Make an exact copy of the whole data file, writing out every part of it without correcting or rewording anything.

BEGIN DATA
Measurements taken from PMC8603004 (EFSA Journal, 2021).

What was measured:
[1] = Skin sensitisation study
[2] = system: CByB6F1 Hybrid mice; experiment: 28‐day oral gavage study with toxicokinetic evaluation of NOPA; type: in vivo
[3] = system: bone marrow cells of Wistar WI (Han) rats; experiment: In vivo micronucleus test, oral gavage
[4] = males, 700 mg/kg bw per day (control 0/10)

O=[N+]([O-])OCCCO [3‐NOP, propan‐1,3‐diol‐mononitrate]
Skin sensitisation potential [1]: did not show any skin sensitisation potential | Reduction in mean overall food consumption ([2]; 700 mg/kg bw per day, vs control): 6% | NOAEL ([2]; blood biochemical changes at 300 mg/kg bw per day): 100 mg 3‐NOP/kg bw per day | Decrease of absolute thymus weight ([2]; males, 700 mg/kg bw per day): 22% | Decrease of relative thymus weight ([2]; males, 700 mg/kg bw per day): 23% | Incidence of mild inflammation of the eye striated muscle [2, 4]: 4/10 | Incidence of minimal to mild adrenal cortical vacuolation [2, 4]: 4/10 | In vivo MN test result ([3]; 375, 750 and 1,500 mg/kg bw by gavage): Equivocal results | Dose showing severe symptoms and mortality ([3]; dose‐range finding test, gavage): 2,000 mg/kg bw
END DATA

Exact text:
Measurements taken from PMC8603004 (EFSA Journal, 2021).

What was measured:
[1] = Skin sensitisation study
[2] = system: CByB6F1 Hybrid mice; experiment: 28‐day oral gavage study with toxicokinetic evaluation of NOPA; type: in vivo
[3] = system: bone marrow cells of Wistar WI (Han) rats; experiment: In vivo micronucleus test, oral gavage
[4] = males, 700 mg/kg bw per day (control 0/10)

O=[N+]([O-])OCCCO [3‐NOP, propan‐1,3‐diol‐mononitrate]
Skin sensitisation potential [1]: did not show any skin sensitisation potential | Reduction in mean overall food consumption ([2]; 700 mg/kg bw per day, vs control): 6% | NOAEL ([2]; blood biochemical changes at 300 mg/kg bw per day): 100 mg 3‐NOP/kg bw per day | Decrease of absolute thymus weight ([2]; males, 700 mg/kg bw per day): 22% | Decrease of relative thymus weight ([2]; males, 700 mg/kg bw per day): 23% | Incidence of mild inflammation of the eye striated muscle [2, 4]: 4/10 | Incidence of minimal to mild adrenal cortical vacuolation [2, 4]: 4/10 | In vivo MN test result ([3]; 375, 750 and 1,500 mg/kg bw by gavage): Equivocal results | Dose showing severe symptoms and mortality ([3]; dose‐range finding test, gavage): 2,000 mg/kg bw